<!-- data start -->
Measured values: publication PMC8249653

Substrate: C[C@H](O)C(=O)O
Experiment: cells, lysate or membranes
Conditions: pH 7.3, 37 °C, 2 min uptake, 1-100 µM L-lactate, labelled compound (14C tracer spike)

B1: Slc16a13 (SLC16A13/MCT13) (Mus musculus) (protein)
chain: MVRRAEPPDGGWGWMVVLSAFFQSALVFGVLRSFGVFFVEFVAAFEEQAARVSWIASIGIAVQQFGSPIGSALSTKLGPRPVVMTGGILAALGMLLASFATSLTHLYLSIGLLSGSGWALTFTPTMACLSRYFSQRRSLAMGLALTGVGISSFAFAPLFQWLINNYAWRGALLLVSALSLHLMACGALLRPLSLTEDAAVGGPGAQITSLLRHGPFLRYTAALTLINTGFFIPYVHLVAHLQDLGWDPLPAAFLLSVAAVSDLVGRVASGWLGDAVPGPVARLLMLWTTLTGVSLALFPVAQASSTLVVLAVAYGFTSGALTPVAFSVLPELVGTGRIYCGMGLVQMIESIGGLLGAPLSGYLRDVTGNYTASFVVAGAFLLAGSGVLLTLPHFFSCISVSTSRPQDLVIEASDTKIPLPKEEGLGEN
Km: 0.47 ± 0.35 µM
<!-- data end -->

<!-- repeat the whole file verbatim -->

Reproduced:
Measured values: publication PMC8249653

Substrate: C[C@H](O)C(=O)O
Experiment: cells, lysate or membranes
Conditions: pH 7.3, 37 °C, 2 min uptake, 1-100 µM L-lactate, labelled compound (14C tracer spike)

B1: Slc16a13 (SLC16A13/MCT13) (Mus musculus) (protein)
chain: MVRRAEPPDGGWGWMVVLSAFFQSALVFGVLRSFGVFFVEFVAAFEEQAARVSWIASIGIAVQQFGSPIGSALSTKLGPRPVVMTGGILAALGMLLASFATSLTHLYLSIGLLSGSGWALTFTPTMACLSRYFSQRRSLAMGLALTGVGISSFAFAPLFQWLINNYAWRGALLLVSALSLHLMACGALLRPLSLTEDAAVGGPGAQITSLLRHGPFLRYTAALTLINTGFFIPYVHLVAHLQDLGWDPLPAAFLLSVAAVSDLVGRVASGWLGDAVPGPVARLLMLWTTLTGVSLALFPVAQASSTLVVLAVAYGFTSGALTPVAFSVLPELVGTGRIYCGMGLVQMIESIGGLLGAPLSGYLRDVTGNYTASFVVAGAFLLAGSGVLLTLPHFFSCISVSTSRPQDLVIEASDTKIPLPKEEGLGEN
Km: 0.47 ± 0.35 µM